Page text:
Academic dishonesty common at Oklahoma State football for a decade: SI report

Oklahoma State University's Travis Cross celebrates a victory over University of Oklahoma for the...

Oklahoma State University's Travis Cross celebrates a victory over University of Oklahoma for the Big 12 Championship in December 2011. (REUTERS/Mike Stone)

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The latest revelations from Sports Illustrated's investigative series on the Oklahoma State University football program detail academic misconduct that included tutors completing assignments for players and inferior work receiving passing grades.

SI began its series this week with reports that NCAA rules were violated from 2001 to 2011 with Cowboys players receiving payment from the school and boosters for their performances on the field and for jobs in which the work was not performed.

Thirteen players indicated to SI that academic fraud was prevalent in the football program in order to keep players eligible.

"Are you kidding me? I didn't go there to go to school. I went there to play football," former defensive tackle Brad Girtman told SI.

Former wide receiver Artrell Woods said he never wrote a paper during his time at OSU while tutors did the work. Former running back Kevin White said players were guided to majors that would be easier to maintain academic eligibility. Others claimed that some of their teammates were illiterate.

"You just show up, you'll get a C," former offensive line Jonathan Cruz told SI. "You don't have to pass the test. You don't have to do a homework assignment. You don't have to do anything. If you go to class, they'll give you a C because they care about Oklahoma State football."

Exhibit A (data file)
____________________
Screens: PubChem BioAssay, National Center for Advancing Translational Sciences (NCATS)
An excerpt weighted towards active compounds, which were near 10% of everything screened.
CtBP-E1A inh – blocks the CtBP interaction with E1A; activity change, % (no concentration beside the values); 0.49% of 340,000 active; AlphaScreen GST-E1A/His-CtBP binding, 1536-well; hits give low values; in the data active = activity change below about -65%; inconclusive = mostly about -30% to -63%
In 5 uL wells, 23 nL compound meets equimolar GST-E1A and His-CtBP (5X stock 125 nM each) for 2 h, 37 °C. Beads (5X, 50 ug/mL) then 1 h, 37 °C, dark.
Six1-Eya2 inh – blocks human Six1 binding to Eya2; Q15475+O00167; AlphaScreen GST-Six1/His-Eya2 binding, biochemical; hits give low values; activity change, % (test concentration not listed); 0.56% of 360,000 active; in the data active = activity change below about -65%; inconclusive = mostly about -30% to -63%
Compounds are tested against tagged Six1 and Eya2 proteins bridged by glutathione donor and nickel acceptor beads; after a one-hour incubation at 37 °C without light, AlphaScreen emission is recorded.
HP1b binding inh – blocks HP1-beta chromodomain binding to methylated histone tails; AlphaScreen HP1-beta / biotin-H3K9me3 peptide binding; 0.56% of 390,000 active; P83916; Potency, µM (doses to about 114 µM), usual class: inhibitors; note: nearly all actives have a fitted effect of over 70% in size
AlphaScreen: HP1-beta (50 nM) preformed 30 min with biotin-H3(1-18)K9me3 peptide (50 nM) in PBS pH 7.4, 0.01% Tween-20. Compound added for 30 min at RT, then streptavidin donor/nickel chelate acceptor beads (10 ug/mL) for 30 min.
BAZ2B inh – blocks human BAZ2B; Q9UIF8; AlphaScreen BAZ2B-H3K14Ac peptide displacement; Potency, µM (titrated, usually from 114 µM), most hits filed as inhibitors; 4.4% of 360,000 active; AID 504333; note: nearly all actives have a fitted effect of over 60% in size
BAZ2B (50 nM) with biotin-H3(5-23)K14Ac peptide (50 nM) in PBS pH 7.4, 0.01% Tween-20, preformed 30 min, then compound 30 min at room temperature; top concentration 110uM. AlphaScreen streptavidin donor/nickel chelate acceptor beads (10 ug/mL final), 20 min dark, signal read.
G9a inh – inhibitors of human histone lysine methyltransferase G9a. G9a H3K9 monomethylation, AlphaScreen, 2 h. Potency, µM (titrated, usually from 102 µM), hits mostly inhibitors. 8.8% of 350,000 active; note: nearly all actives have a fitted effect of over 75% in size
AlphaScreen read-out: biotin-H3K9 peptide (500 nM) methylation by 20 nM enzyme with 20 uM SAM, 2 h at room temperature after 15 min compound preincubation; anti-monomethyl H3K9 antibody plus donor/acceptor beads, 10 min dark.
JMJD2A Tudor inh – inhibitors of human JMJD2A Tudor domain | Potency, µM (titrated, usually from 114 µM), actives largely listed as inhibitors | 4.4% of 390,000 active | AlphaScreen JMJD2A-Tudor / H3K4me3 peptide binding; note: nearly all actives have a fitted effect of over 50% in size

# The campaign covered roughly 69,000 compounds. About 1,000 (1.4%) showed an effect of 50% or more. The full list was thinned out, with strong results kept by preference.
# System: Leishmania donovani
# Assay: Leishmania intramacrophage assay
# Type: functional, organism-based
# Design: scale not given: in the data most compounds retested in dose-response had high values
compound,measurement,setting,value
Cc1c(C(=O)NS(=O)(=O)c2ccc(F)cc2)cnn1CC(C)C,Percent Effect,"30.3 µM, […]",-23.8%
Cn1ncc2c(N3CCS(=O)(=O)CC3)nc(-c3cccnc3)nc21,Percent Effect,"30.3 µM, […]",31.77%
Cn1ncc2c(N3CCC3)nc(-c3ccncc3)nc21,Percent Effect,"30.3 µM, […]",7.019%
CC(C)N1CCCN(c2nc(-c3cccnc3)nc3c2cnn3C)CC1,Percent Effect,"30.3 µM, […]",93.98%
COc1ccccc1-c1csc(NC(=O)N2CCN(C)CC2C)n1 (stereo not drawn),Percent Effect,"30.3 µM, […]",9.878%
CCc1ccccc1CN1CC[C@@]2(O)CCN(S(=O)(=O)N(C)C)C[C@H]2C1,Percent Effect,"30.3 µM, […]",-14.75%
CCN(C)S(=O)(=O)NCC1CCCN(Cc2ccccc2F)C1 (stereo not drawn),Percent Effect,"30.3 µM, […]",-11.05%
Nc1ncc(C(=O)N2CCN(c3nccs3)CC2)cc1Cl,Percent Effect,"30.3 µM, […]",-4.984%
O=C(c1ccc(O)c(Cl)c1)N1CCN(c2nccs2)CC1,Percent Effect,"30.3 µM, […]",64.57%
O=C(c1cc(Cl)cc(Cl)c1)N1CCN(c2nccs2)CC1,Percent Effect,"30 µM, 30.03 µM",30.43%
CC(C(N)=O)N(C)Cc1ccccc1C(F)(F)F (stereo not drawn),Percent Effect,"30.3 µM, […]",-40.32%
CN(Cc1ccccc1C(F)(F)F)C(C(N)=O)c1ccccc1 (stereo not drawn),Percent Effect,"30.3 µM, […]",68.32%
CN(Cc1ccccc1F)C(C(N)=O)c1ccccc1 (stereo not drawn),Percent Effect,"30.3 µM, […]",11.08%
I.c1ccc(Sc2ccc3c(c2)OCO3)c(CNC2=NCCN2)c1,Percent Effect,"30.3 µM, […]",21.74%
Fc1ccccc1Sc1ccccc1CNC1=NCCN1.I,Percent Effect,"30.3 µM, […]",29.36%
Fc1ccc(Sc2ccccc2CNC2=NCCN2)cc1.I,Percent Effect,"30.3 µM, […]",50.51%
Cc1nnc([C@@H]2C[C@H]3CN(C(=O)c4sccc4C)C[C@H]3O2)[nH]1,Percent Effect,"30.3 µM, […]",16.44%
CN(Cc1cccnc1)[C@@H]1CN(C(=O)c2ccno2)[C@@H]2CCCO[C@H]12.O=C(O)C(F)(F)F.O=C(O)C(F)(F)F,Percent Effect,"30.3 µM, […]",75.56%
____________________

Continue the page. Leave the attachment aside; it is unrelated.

One former assistant coach told the magazine that former receiver Dez Bryant, now with the Dallas Cowboys, had no business being in college. But Bryant received second-team All-Big 12 academic honors despite never going to class unless he was supervised by a football staff member, according to SI.

"There's no way he could do the college work," the assistant said. "Once he got there, he was connected with the people that would help him."

Former Cowboys safety Fath' Carter, who played under former coach Les Miles, said "The philosophy, the main focus, was to keep (top players) eligible through any means necessary. The goal was not to educate but to get them the passing grades they needed to keep playing. That's the only thing it was about."

Oklahoma State created response.okstate.edu on Tuesday to respond to the allegations.

University booster T. Boone Pickens, Oklahoma State athletic director Mike Holder and other former players have criticized the report.


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